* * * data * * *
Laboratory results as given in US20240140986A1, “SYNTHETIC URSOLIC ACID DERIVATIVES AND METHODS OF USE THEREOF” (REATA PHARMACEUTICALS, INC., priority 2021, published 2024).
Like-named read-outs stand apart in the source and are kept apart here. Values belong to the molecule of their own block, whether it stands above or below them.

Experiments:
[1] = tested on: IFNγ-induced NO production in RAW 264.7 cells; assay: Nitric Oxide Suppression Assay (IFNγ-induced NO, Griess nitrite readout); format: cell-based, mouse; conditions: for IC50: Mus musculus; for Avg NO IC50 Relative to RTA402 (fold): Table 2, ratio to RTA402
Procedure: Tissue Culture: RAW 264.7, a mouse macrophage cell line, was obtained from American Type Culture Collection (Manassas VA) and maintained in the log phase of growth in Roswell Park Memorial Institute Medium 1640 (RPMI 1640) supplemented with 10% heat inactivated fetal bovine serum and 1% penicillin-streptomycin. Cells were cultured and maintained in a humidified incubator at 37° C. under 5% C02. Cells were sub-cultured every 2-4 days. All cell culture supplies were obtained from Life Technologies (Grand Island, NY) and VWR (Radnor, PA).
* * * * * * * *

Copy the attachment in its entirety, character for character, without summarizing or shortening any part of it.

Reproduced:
Laboratory results as given in US20240140986A1, “SYNTHETIC URSOLIC ACID DERIVATIVES AND METHODS OF USE THEREOF” (REATA PHARMACEUTICALS, INC., priority 2021, published 2024).
Like-named read-outs stand apart in the source and are kept apart here. Values belong to the molecule of their own block, whether it stands above or below them.

Experiments:
[1] = tested on: IFNγ-induced NO production in RAW 264.7 cells; assay: Nitric Oxide Suppression Assay (IFNγ-induced NO, Griess nitrite readout); format: cell-based, mouse; conditions: for IC50: Mus musculus; for Avg NO IC50 Relative to RTA402 (fold): Table 2, ratio to RTA402
Procedure: Tissue Culture: RAW 264.7, a mouse macrophage cell line, was obtained from American Type Culture Collection (Manassas VA) and maintained in the log phase of growth in Roswell Park Memorial Institute Medium 1640 (RPMI 1640) supplemented with 10% heat inactivated fetal bovine serum and 1% penicillin-streptomycin. Cells were cultured and maintained in a humidified incubator at 37° C. under 5% C02. Cells were sub-cultured every 2-4 days. All cell culture supplies were obtained from Life Technologies (Grand Island, NY) and VWR (Radnor, PA).